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Re: Task destruction

From: Marcus Brinkmann
Subject: Re: Task destruction
Date: Mon, 5 Aug 2002 16:11:30 -0600
User-agent: Mutt/1.3.28i

On Mon, Aug 05, 2002 at 11:23:34PM +0200, Niels M?ller wrote:
> >From this example, I also think it is clear that the relationship
> between the two hurds is assymetric, and I think the
> parent-hurd/child-hurd terminology makes more sense than
> "neighbour-hurd".

I don't have time to consider everything you wrote so far in this thread,
but I think you are heading into a direction that is more complicated than

If a Hurd system is booted the first time, obviously nothing keeps track
of its processes than itself.  If you boot a second Hurd system, then
there will still only be one task server, which is L4-ish, and not Hurd-ish.
This task server will keep track of the dependency between the boot program
in the one Hurd system and the processes in the other Hurd system.

However, there are now two cases:  The second Hurd system was booted by a
regular user.  Than this implies that the whole second Hurd system runs
unprivileged if you look at the system as a whole, eg it runs with
the permission of a normal user (this user might have access to some hard-
ware components, but in general the user is not root).  In particular,
the second Hurd system will usually not get control over all the other
processes and tasks in the system.  You can consider this Hurd system to be
in a child position wrt to the first Hurd system if you want.

But if that second Hurd system runs privileged, it is in the same position
as the first Hurd system.  In fact, the task server should not be able to
distinguish both.  The second Hurd system should be able to control the
processes in the first Hurd system.  This will make it possible to replace
the whole system by another instance (maybe with a way to move state from
one to another).  In any case, those two Hurd systems should be symmetrical,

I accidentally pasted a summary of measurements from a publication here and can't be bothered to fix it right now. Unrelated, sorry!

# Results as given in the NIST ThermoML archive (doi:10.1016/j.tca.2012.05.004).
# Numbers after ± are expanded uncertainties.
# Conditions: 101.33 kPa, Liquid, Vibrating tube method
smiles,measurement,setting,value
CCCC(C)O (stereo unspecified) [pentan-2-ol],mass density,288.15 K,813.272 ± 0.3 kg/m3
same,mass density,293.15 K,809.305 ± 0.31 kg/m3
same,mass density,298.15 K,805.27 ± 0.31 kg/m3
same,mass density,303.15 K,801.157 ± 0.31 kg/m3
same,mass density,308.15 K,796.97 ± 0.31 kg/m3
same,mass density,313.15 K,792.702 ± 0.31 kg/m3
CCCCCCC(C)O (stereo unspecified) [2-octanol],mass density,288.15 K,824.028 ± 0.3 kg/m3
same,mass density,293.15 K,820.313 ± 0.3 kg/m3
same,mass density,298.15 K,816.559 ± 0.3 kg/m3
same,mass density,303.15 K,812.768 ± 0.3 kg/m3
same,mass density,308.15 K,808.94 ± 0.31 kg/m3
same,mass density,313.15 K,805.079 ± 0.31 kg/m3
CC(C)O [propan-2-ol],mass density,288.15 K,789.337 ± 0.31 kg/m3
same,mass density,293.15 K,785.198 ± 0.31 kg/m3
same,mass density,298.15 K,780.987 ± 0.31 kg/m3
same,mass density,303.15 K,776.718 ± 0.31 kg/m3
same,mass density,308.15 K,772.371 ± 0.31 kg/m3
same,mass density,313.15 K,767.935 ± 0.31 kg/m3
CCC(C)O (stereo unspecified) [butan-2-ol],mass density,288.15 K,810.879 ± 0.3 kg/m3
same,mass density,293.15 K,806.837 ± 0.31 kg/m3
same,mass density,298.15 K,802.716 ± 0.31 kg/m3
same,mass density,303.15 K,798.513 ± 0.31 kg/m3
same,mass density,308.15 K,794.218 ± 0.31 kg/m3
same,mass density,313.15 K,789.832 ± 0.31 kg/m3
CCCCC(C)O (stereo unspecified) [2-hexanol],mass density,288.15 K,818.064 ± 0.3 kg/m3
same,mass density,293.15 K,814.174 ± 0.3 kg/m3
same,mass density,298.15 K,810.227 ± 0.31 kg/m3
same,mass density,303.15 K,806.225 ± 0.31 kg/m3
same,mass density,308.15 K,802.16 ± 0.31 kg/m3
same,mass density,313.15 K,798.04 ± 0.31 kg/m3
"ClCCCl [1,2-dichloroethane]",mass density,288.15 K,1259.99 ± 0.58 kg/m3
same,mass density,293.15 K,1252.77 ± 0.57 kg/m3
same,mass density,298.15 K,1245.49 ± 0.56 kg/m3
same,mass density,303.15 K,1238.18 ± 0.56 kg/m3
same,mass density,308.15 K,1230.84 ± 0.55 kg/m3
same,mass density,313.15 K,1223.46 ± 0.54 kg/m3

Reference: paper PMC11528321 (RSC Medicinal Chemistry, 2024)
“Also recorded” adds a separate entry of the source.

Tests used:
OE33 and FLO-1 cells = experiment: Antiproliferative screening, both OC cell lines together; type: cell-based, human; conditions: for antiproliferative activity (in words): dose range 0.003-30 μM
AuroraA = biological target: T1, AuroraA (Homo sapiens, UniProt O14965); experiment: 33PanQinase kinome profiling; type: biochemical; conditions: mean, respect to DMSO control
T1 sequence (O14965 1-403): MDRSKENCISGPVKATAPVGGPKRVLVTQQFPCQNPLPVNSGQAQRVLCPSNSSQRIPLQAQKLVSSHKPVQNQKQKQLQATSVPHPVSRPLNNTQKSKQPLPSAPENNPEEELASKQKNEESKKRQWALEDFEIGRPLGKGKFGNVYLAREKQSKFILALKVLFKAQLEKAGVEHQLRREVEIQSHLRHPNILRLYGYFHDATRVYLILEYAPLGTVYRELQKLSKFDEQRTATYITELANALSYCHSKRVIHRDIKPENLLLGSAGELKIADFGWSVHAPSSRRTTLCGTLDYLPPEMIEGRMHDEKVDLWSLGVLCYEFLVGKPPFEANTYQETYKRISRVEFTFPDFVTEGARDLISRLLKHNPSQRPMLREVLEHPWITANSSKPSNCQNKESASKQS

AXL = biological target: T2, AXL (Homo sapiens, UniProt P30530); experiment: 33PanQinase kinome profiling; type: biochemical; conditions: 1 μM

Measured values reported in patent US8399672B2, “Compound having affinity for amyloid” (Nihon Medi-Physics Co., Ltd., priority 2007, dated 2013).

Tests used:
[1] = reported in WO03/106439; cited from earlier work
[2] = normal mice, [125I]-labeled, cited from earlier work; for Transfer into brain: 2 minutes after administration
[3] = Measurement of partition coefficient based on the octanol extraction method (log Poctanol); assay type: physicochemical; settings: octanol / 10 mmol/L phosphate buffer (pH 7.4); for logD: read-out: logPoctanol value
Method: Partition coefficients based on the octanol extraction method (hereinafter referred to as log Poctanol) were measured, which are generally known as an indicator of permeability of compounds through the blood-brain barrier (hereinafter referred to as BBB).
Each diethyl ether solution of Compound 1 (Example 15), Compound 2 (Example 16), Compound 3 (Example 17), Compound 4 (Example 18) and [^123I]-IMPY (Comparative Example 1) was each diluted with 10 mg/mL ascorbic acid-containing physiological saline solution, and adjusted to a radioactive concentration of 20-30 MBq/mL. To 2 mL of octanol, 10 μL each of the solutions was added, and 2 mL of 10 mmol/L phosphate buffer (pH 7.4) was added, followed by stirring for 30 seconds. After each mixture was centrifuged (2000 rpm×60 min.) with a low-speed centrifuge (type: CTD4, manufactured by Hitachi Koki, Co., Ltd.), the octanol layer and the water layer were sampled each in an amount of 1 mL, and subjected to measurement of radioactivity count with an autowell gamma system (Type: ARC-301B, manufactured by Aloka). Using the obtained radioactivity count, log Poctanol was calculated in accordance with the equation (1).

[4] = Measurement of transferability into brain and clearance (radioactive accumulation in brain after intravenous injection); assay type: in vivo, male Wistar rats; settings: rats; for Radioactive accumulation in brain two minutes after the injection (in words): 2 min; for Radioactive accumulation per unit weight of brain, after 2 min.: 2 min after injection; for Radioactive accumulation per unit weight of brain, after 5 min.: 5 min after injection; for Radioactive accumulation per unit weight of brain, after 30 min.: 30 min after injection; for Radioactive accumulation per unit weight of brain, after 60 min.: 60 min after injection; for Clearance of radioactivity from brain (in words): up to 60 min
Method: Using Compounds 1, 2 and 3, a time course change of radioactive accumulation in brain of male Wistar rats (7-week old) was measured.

and in a neighour position.  Now, you might point out that the task server
knows about the boot process <-> second Hurd system processes relationship.
So what?  It's just a data field in the task server that groups processes
together.  It's an extra piece of information, that is of little value to
the second Hurd system, but helpful for the first.

If you look at the current implementation of proc, a proc running with
privileges will always display _all_ tasks in the system and assign a pid to
them.  This pid is unique to this proc server.  Unregistered tasks will
just get a pid, so you can kill them.  So if you boot a Hurd system as root
user, you can either kill the second system from the first, or the first
from the second, it doesn't matter.  If you boot a Hurd system as normal
user, the proc server can not get a list of all tasks in the system (it
is a privileged call in Mach), so you only get PIDs for your local processes.
I think this is how it should be.

The reason to have a parent<->child relationship between tasks is to make it
possible to see which tasks belong together, so that if two users run
sub hurds (sub because the users are unprivileged), the root user can easily
kill one of the sub hurds without confusing it with the other at the process



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